Table 4: Strategies for Enhancing Library Services for conflict Resolution.
In table 4, above, all the respondents rated the whole strategies identified for enhancing library services for conflict resolution as effective strategies. Provision of enough funds to libraries for enhancement of conflict resolution services was rated the highest (3.68). This implies that they recognized finance as a very important factor for the success of any venture, without which the aims cannot be achieved. Infact, such other strategies as provision of technological infrastructure, training of the librarians in the skills of effective organization and dissemination of information and maintenance of steady flow of information depend largely on the availability of funds. Their positive response also on the establishment of policy framework on conflict management information services is very important as such policy will help their academic libraries to realize the roles they have to play in helping the universities to reach-out to the communities for societal cohesiveness.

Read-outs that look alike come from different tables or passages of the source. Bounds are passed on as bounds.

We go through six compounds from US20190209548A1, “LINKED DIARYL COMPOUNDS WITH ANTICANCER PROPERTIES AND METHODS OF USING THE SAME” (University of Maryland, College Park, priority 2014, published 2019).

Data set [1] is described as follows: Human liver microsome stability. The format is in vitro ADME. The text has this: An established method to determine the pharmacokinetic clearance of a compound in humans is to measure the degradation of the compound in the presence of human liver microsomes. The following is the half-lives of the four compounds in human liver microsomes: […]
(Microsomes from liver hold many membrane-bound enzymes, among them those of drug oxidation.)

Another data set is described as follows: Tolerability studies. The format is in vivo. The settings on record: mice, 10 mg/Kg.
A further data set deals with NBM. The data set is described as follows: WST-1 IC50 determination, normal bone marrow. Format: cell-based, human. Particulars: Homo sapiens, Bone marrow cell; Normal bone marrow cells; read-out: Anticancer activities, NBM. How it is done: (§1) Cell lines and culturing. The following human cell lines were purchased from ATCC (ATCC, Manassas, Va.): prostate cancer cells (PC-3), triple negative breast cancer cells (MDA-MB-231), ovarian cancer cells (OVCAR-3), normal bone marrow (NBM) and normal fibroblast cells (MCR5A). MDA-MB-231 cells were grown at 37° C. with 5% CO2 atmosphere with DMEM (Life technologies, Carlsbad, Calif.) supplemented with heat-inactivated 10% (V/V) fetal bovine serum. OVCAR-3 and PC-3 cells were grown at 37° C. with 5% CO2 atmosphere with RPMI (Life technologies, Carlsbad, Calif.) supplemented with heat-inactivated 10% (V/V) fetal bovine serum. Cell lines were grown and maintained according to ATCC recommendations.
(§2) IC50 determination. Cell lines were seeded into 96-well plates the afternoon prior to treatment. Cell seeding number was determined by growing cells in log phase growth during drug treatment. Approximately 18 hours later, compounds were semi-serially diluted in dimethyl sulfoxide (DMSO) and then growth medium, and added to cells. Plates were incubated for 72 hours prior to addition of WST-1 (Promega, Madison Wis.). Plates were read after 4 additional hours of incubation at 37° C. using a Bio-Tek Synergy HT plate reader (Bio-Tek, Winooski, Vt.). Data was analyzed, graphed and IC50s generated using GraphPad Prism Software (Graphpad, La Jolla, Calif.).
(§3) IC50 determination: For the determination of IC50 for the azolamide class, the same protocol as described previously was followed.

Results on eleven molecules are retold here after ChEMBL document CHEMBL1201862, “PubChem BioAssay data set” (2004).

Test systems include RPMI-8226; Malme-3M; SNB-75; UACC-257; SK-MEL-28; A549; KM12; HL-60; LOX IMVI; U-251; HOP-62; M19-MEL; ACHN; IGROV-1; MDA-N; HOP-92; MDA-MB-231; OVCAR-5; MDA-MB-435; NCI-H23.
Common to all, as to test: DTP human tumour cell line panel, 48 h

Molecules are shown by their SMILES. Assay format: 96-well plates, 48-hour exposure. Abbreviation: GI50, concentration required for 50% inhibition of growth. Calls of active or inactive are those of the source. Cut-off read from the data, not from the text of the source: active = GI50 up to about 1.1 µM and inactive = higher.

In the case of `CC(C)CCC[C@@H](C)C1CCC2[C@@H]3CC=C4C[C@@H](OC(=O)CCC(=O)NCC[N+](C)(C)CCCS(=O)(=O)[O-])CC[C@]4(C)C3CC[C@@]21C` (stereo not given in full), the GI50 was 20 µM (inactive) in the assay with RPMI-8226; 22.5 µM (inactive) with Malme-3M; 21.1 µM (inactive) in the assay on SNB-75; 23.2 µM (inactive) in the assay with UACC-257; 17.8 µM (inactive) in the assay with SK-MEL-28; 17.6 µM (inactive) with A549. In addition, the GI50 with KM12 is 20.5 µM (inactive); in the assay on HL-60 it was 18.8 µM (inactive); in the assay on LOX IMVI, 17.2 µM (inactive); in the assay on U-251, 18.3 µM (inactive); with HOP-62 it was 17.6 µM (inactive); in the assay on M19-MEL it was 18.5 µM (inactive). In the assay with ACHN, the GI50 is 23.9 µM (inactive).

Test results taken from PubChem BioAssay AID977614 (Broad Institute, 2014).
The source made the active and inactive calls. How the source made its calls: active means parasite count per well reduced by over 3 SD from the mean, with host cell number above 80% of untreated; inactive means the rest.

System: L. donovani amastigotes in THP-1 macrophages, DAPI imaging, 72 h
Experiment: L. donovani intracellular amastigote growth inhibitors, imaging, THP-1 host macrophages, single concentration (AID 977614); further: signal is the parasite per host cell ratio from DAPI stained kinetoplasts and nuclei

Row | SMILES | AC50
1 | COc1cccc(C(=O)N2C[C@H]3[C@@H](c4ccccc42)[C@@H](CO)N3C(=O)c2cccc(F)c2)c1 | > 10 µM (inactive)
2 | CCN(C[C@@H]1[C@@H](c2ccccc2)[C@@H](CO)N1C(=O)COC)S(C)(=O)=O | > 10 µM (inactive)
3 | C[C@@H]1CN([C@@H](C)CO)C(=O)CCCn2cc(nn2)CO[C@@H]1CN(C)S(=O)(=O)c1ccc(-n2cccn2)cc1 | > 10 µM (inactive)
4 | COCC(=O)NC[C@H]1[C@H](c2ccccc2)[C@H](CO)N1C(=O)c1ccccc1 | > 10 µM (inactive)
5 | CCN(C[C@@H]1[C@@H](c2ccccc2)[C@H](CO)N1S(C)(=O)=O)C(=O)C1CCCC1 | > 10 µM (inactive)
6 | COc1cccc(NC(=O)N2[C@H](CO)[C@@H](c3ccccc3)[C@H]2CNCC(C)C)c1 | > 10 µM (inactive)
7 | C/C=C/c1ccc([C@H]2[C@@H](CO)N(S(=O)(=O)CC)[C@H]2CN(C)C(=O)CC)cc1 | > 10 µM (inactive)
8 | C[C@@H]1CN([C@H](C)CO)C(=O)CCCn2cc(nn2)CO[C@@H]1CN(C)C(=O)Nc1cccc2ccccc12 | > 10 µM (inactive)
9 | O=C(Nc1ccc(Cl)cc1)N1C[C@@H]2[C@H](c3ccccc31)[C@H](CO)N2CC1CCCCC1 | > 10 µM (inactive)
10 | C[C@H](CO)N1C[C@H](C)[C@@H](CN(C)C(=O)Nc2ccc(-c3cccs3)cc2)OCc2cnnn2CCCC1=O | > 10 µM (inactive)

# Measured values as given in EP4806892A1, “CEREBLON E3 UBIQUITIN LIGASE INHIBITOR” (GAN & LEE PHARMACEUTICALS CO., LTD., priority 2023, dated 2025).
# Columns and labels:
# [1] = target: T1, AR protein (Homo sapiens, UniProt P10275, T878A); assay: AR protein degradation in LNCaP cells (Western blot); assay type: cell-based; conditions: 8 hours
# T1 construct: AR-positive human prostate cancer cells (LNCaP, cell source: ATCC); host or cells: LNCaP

The following recommendations are made in the light of the findings of the study:
The conclusions to be drawn from this study include the following: